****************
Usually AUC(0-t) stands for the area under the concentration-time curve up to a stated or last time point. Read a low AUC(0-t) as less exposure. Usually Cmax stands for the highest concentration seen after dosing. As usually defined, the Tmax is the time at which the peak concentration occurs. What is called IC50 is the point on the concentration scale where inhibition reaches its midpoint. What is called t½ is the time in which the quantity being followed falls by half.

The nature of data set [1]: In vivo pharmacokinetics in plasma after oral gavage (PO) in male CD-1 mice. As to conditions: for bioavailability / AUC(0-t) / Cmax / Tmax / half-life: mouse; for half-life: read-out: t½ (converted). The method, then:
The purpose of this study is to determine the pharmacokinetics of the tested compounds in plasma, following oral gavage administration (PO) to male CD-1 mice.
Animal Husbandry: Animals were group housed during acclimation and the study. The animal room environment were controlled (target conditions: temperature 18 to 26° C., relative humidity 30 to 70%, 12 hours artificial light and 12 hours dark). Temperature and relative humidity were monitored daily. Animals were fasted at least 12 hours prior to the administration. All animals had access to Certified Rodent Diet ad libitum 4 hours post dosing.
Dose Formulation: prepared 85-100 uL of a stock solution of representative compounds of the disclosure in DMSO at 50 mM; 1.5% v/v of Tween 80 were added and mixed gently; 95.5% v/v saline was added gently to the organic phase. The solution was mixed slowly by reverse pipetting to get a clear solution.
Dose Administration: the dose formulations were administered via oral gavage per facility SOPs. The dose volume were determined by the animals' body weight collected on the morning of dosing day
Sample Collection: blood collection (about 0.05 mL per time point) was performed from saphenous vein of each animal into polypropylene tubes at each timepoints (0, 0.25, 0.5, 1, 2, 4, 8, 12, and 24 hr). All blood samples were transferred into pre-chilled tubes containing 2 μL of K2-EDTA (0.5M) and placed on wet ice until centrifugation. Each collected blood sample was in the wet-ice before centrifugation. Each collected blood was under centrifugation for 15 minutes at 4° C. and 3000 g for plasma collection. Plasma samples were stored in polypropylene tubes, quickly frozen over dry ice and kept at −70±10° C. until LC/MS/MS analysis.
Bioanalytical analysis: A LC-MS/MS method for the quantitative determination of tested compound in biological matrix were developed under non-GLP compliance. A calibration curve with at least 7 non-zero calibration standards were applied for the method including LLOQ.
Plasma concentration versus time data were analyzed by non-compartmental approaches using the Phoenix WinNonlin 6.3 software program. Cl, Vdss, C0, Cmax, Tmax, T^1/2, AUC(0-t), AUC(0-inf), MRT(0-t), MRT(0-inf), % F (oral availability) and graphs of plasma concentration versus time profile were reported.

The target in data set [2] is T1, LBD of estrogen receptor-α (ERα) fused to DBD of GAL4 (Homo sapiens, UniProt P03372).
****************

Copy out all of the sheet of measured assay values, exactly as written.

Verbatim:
Usually AUC(0-t) stands for the area under the concentration-time curve up to a stated or last time point. Read a low AUC(0-t) as less exposure. Usually Cmax stands for the highest concentration seen after dosing. As usually defined, the Tmax is the time at which the peak concentration occurs. What is called IC50 is the point on the concentration scale where inhibition reaches its midpoint. What is called t½ is the time in which the quantity being followed falls by half.

The nature of data set [1]: In vivo pharmacokinetics in plasma after oral gavage (PO) in male CD-1 mice. As to conditions: for bioavailability / AUC(0-t) / Cmax / Tmax / half-life: mouse; for half-life: read-out: t½ (converted). The method, then:
The purpose of this study is to determine the pharmacokinetics of the tested compounds in plasma, following oral gavage administration (PO) to male CD-1 mice.
Animal Husbandry: Animals were group housed during acclimation and the study. The animal room environment were controlled (target conditions: temperature 18 to 26° C., relative humidity 30 to 70%, 12 hours artificial light and 12 hours dark). Temperature and relative humidity were monitored daily. Animals were fasted at least 12 hours prior to the administration. All animals had access to Certified Rodent Diet ad libitum 4 hours post dosing.
Dose Formulation: prepared 85-100 uL of a stock solution of representative compounds of the disclosure in DMSO at 50 mM; 1.5% v/v of Tween 80 were added and mixed gently; 95.5% v/v saline was added gently to the organic phase. The solution was mixed slowly by reverse pipetting to get a clear solution.
Dose Administration: the dose formulations were administered via oral gavage per facility SOPs. The dose volume were determined by the animals' body weight collected on the morning of dosing day
Sample Collection: blood collection (about 0.05 mL per time point) was performed from saphenous vein of each animal into polypropylene tubes at each timepoints (0, 0.25, 0.5, 1, 2, 4, 8, 12, and 24 hr). All blood samples were transferred into pre-chilled tubes containing 2 μL of K2-EDTA (0.5M) and placed on wet ice until centrifugation. Each collected blood sample was in the wet-ice before centrifugation. Each collected blood was under centrifugation for 15 minutes at 4° C. and 3000 g for plasma collection. Plasma samples were stored in polypropylene tubes, quickly frozen over dry ice and kept at −70±10° C. until LC/MS/MS analysis.
Bioanalytical analysis: A LC-MS/MS method for the quantitative determination of tested compound in biological matrix were developed under non-GLP compliance. A calibration curve with at least 7 non-zero calibration standards were applied for the method including LLOQ.
Plasma concentration versus time data were analyzed by non-compartmental approaches using the Phoenix WinNonlin 6.3 software program. Cl, Vdss, C0, Cmax, Tmax, T^1/2, AUC(0-t), AUC(0-inf), MRT(0-t), MRT(0-inf), % F (oral availability) and graphs of plasma concentration versus time profile were reported.

The target in data set [2] is T1, LBD of estrogen receptor-α (ERα) fused to DBD of GAL4 (Homo sapiens, UniProt P03372).